Photo Credit: Yonatan Sindel / Flash 90
The Teva building in Jerusalem.

Avi Nissenkorn, the leader of Israel’s Histadrut national labor federation, said Wednesday that the union would declare a general strike for several hours on Sunday to protest massive layoffs by the Teva Pharmaceutical Industries Ltd. (NYSE: TEVA; TASE: TEVA) giant.

The strike announcement, which followed reports today that the company will announce as many as 3200 layoffs tomorrow, or nearly 50 percent of its total work force in Israel, will include banks, health care facilities, municipal services, and other services in the public sector. The announcement is the latest piece of bad news in a catastrophic half-year for the company that has seen its stock price plummet and had its credit rating to – BBB, just one grade above junk bonds.

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“Teva, the flagship of Israel’s manufacturing sector, is turning into a symbol of the destruction of Israeli manufacturing… it is an absolute scandal that the first step Teva took was to fire workers in Israel,” Nissenkorn fumed. “Teva has benefited from NIS 22 billion in tax breaks since 2006 (but now) they are turning their backs on the country and the people here. The government cannot just sit on the side and watch.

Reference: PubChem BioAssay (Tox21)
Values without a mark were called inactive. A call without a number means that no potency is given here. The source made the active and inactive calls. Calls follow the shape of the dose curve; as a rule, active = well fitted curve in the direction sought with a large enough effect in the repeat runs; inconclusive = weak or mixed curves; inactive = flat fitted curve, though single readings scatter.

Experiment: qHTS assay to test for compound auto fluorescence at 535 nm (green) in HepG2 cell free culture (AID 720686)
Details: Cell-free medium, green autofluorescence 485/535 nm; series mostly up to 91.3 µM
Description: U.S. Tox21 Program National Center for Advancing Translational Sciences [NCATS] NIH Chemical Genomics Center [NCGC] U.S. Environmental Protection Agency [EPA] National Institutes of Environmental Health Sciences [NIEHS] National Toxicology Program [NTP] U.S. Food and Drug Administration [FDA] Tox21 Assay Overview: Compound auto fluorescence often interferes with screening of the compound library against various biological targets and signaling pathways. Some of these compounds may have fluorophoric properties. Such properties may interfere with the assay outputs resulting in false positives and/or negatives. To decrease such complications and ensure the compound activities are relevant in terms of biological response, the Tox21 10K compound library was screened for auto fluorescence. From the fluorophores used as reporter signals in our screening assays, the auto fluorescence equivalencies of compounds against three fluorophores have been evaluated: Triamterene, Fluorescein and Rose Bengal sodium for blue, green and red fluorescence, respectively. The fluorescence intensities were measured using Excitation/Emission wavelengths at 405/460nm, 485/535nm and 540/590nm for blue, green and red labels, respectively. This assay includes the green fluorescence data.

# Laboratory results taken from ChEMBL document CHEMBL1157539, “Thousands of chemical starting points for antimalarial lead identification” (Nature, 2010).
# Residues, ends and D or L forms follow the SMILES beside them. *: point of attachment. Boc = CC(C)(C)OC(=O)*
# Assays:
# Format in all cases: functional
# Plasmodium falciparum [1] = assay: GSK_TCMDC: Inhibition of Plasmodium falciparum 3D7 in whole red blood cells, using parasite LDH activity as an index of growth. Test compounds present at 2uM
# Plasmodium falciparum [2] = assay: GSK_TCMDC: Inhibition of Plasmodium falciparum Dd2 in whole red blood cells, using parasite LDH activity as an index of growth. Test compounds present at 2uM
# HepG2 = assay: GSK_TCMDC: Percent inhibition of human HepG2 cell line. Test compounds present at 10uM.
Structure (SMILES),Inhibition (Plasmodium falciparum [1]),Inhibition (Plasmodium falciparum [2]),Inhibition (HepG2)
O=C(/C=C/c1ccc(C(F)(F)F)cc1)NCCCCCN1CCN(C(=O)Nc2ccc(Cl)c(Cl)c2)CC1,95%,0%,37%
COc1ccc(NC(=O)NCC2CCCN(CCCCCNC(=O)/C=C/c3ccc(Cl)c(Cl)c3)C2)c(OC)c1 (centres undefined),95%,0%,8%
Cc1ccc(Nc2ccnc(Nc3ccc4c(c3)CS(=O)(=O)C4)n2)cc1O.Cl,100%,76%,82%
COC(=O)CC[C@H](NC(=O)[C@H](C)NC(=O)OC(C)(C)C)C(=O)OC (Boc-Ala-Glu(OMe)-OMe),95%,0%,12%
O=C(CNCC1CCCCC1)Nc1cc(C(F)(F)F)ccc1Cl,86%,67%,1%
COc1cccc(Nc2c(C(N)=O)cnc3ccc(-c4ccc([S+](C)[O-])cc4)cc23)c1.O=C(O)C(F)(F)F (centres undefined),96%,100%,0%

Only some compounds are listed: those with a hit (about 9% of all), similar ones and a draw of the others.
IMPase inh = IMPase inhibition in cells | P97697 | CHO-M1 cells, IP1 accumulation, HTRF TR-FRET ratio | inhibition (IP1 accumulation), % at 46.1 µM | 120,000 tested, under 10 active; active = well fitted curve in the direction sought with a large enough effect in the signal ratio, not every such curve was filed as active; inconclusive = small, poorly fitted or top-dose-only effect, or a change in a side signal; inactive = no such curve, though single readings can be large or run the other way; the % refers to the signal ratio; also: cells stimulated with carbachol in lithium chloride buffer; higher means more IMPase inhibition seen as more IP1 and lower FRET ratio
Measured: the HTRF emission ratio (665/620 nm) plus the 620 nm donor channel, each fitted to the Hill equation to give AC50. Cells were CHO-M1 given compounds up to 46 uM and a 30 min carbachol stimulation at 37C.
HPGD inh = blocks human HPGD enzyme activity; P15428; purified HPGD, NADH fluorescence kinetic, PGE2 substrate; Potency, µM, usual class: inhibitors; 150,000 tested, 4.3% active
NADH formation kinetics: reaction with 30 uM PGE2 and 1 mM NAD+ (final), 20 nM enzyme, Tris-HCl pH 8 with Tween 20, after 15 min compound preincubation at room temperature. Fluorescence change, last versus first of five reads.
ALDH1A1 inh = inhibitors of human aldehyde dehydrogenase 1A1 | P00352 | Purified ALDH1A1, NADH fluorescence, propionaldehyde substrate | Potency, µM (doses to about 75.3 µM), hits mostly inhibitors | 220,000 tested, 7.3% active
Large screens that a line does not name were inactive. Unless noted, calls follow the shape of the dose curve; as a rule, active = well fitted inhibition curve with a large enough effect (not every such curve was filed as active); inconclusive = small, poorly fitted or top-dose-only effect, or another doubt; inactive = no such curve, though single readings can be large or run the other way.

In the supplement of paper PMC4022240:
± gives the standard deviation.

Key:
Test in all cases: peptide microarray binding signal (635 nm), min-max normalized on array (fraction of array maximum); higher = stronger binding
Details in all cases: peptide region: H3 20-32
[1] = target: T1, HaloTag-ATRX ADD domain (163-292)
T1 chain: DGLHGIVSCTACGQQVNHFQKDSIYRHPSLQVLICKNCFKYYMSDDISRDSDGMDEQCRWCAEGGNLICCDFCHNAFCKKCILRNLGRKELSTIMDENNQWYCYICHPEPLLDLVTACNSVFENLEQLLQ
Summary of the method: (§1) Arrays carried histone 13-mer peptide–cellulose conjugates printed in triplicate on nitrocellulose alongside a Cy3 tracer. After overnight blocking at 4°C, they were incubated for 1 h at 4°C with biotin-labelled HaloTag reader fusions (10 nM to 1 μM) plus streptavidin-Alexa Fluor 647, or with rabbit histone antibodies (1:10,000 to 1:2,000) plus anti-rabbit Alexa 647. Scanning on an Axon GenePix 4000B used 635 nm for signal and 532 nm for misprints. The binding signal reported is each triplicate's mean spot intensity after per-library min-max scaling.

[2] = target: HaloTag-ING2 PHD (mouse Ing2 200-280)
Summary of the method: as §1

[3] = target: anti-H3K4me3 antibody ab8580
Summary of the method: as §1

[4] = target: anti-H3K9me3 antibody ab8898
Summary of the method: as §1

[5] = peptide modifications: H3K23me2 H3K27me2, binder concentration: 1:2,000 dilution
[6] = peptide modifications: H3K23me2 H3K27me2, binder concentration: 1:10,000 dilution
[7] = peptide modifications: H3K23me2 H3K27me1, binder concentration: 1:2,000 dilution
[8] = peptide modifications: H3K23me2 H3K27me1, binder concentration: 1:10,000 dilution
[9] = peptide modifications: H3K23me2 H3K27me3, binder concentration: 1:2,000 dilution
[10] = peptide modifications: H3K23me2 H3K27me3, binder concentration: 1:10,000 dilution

“Just like they knew how to give out tax breaks, now it must find a solution for this,” Nissenkorn added.

Teva’s avalanche in recent months has been one of the biggest stories in the country during 2017. In August, the company announced a massive downsizing operation to eliminate 7,000 jobs in Israel by the end of 2017, a first step towards ceasing operations 45 international markets and closing 15 factories by the end of 2018.

That move followed a disappointing second quarter for Teva in which the pharmaceutical giant reported a $6 billion GAAP loss ($5.94 per share) and a non-GAAP net profit of $1.02 per share on $5.7 billion in revenue.

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